The life of a great scholar should not be suffered to pass away into forgetfullness. The Arabs have indeed a proverb, ‘He who has left works behind him dies not’: but although so long as there are students of the life and the literature of the East, the memory of Lane cannot die, the personality of the great Orientalist is rigidly excluded from his writings; they reveal almost nothing of himself. If to stimulate the endeavours of others by the example of a chief of their kind, to encourage fainter hearts by telling them of the strength aud devotion of a master, be one of the ends of biography, this brief and inadequate memoir of perhaps the truest and most earnest student this century has seen will not be deemed superfluous. As the record of half a hundred years of ceaseless labour, crowned with a perfection of scholarship to which even Germany avowedly yields the palm of undisputed supremacy, the life of Lane must needs be written.

Edward William Lane was born at Hereford on September 17th, 1801. He was the third son of the Rev. Theophilus Lane, LL.D., a Prebendary of Hereford; and his mother was Sophia Gardiner, a niece of Gainsborough the Painter. At first his education was conducted by his father, after whose sudden death in 1814 he was placed successively at the grammar-schools of Bath and Hereford, where he distinguished himself by his unusual power of application and by an almost equal mastery of classics and mathematics. The latter formed his principal study, for his mind was bent upon taking a degree at Cambridge, and then entering the Church. This desire to devote himself to a religious profession may have had its origin in the training of his mother, under whose influence his education was completed. Mrs. Lane was a woman of no ordinary mould. Gifted with high intellectual powers, which she had spared no pains to cultivate, she possessed a strength and beauty of character that won not only admiration but affection from all who were privileged to know her. It is easy to understand how great and how good must have been the influence of such a mother upon Edward Lane. He was wont to say that he owed his success in life to her teaching, and the saying, characteristic in its modesty, was doubtless partly true. His success was the result as much of character as of intellect.

The Cambridge project was never carried out. Lane indeed visited the university, but did not enter his name on the books of any college. A few days' experience of university life as it was in the first quarter of this century was sufficient to show him that in living in such society as he was then introduced to, and in conforming to its ways, he would be sacrificing what was to him dearer than all academic distinctions. That his mathematical training had been thorough is shown by the fact that immediately after giving up the idea of Cambridge, Lane procured a copy of the honour papers of the year and discovered that he could without difficulty solve every problem save one; and, as he has often told me, going to bed weary with puzzling out this single stumbling-block, he successfully overcame it in his sleep and, suddenly waking up, lit his candle in the middle of the night and wrote out the answer without hesitation.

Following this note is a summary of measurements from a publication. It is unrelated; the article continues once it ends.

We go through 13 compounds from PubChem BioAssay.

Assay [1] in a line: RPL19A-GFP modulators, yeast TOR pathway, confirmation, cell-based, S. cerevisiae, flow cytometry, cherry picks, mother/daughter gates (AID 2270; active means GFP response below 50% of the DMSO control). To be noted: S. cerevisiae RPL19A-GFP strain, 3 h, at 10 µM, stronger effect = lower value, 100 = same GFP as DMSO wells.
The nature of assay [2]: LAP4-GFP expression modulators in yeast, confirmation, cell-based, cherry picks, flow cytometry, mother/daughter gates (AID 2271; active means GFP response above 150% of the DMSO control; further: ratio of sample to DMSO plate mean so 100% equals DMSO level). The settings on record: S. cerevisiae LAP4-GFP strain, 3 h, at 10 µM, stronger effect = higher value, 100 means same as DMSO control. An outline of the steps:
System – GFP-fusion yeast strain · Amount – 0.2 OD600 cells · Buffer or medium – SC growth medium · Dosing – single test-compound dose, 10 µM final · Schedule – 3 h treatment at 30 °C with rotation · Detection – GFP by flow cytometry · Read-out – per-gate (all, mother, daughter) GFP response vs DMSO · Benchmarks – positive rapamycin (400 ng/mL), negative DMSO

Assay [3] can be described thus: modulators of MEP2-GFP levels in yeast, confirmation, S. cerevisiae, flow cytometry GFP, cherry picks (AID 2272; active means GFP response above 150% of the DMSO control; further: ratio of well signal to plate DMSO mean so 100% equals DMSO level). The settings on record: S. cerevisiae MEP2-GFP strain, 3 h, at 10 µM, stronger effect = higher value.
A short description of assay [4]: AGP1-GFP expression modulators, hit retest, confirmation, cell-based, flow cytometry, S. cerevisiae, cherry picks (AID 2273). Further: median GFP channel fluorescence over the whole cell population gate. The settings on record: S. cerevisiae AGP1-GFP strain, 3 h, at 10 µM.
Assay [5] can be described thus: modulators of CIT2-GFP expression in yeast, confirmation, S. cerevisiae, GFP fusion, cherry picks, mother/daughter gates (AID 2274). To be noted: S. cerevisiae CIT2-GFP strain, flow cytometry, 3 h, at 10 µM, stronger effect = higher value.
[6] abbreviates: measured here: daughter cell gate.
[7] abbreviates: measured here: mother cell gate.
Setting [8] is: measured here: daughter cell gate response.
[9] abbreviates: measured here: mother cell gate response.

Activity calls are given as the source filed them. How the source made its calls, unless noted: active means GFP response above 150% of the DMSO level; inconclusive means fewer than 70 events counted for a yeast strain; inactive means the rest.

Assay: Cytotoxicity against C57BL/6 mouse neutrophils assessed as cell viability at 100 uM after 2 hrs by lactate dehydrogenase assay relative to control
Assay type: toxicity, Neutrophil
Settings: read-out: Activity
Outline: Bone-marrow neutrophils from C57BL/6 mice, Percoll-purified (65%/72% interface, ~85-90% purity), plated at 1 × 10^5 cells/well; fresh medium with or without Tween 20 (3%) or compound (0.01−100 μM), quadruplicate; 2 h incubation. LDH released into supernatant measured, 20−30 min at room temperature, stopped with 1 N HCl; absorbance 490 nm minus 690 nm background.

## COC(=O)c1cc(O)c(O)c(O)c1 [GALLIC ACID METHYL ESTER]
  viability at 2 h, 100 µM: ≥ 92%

The plan of Cambridge, and with it the Church, being given up, and his later training being too exclusively mathematical for him to think of Oxford, Lane joined his elder brother Richard (afterwards renowned for his skill in lithography, which was recognized by the Royal Academy in the election to an associateship) in London, where he spent some time in engraving. Although this profession was also shortly abandoned, the years devoted to it were not thrown away. The taste for art which he had inherited with the Gainsborough blood and which his mother, who had spent a great part of her girlhood in her uncle's studio, spared no endeavour to foster, aided by the mechanical training of the graver, was afterwards turned to admirable results in Egypt. Side by side with his engraving, however, was the growing passion for Eastern things. Lane could not by his nature be idle for a moment, and the hours unfilled by his art were given up to hard reading. To such an extent was this zeal for study carried, that he began to grudge the time necessary for food and exercise. The result of inattention to the ordinary rules of health was a state of weakness that could offer but a faint resistance to the attack of typhus fever which now assailed him. With difficulty escaping with his life, he found his health unequal to the sedentary habits of the engraver. A man who was so weak, partly from the exhaustion of chronic bronchitis, and partly from the effects of the fever, that he sometimes could not walk along a street without clinging for support, was not fit to bend over copper-plate all day. He therefore determined to adopt some other way of life.

As early as 1822, Eastern studies had more than merely attracted Lane's interest. A manuscript grammmar of colloquial Arabic in his handwriting bears this date: and he must have been studying some time before he could attempt a grammar of Arabic, even though it is only an abridgement of other works. From this year or earlier dates that severe devotion to the language and character of the Arabs which for more than half a century filled every moment of his studious life.

It was this taste for Oriental matters, seconded by his weak health, which could ill withstand a northern winter, that determined Lane to visit Egypt. Another motive may have been the hope of a post in the service of the British Government, which, he was informed by those who were qualified to speak, he stood a good chance of obtaining if he made himself well acquainted with Easterns at home. Whatever the motives, in 1825 Lane left England for the first of his three visits to the land of the Pharaohs.